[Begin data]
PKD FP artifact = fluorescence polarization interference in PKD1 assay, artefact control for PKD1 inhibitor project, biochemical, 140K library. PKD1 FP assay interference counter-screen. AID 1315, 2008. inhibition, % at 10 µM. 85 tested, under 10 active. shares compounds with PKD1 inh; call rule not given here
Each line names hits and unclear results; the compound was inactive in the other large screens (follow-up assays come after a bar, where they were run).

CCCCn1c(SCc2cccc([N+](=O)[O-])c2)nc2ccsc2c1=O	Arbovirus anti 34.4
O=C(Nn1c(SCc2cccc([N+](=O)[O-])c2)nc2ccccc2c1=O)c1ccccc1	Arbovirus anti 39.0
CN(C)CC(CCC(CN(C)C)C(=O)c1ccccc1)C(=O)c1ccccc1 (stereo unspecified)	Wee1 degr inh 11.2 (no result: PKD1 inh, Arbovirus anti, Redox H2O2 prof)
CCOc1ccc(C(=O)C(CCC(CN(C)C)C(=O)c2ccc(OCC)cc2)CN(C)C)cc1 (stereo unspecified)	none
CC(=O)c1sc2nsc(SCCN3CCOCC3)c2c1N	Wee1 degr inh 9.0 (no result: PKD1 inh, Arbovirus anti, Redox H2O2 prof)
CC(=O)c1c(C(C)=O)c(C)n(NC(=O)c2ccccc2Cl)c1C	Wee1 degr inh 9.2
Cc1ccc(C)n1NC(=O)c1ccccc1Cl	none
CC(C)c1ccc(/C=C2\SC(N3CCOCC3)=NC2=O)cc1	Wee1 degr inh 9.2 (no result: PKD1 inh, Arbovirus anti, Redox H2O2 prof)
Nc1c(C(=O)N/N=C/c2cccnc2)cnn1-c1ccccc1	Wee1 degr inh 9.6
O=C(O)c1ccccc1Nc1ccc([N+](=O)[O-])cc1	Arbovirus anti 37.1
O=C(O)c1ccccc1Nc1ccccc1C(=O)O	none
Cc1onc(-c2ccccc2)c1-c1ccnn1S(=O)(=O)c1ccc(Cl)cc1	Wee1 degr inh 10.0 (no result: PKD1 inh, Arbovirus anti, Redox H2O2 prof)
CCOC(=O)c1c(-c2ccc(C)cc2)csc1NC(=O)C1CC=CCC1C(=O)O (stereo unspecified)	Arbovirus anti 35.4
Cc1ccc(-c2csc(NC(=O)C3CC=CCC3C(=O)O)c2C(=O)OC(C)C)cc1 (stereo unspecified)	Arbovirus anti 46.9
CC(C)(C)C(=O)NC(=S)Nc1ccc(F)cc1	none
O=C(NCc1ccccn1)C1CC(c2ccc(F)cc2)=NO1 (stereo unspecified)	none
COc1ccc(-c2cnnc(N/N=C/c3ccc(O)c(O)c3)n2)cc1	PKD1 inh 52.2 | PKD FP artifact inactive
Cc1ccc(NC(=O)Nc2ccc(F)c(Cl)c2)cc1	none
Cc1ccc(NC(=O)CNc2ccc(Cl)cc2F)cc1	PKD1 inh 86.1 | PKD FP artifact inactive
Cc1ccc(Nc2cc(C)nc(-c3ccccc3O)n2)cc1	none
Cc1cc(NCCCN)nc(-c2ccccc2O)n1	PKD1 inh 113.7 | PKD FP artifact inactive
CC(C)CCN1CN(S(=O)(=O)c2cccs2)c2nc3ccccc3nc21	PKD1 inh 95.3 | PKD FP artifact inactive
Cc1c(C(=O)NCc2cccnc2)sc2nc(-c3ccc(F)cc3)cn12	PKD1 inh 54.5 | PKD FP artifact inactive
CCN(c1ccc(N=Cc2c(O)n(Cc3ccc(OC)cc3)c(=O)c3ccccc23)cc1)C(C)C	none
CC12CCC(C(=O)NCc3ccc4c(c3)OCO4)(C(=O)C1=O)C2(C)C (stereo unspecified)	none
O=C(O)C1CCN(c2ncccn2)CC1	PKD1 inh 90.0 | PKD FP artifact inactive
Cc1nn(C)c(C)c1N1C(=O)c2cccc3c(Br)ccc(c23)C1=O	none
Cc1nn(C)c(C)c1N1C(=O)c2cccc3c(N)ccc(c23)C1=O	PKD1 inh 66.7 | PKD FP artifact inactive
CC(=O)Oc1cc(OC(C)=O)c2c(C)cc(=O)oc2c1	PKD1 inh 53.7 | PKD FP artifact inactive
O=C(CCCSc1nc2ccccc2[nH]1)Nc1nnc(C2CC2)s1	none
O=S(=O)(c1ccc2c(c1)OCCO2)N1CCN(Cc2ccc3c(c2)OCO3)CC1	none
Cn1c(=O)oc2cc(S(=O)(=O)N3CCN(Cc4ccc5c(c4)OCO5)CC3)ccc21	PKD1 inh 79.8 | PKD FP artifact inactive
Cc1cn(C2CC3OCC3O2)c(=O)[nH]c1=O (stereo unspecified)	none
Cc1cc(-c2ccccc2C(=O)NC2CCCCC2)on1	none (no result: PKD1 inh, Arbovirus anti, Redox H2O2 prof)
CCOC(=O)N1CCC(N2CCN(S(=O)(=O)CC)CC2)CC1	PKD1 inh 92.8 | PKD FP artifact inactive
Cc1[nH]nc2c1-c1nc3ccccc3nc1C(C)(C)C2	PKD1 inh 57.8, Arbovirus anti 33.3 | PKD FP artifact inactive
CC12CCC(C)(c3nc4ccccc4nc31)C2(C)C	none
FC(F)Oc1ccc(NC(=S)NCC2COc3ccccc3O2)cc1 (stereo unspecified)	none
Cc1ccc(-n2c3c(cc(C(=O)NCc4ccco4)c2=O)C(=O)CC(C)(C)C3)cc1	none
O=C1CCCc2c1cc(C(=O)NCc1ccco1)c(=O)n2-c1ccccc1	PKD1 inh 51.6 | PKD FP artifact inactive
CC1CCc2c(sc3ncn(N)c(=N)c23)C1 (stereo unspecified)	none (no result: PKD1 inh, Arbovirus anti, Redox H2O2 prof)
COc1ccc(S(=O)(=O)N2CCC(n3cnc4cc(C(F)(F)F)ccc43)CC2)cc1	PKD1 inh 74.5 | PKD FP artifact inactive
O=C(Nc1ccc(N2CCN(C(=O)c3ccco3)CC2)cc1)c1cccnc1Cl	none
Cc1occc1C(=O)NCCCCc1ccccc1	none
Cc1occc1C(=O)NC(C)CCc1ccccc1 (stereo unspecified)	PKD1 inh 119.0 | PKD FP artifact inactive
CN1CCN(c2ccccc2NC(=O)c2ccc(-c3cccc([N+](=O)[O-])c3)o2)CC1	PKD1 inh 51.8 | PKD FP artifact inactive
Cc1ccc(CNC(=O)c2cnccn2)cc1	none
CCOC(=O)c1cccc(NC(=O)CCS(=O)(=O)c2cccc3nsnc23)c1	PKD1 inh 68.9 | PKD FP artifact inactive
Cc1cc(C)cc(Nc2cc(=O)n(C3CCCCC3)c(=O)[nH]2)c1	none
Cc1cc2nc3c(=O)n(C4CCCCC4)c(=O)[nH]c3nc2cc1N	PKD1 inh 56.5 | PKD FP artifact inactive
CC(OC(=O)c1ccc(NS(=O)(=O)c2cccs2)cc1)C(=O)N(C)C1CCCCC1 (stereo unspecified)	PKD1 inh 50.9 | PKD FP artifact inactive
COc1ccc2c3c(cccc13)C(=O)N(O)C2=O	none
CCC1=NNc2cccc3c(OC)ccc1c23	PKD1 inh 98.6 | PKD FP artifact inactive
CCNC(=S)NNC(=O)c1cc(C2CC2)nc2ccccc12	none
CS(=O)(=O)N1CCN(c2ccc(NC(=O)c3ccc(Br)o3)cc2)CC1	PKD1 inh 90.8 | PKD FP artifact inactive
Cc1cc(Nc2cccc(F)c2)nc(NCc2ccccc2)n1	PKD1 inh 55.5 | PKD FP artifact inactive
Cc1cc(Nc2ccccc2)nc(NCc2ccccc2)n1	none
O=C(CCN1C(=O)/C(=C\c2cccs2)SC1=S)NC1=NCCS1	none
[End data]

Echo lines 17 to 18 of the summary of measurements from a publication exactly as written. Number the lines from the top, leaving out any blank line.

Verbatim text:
CC(C)(C)C(=O)NC(=S)Nc1ccc(F)cc1	none
O=C(NCc1ccccn1)C1CC(c2ccc(F)cc2)=NO1 (stereo unspecified)	none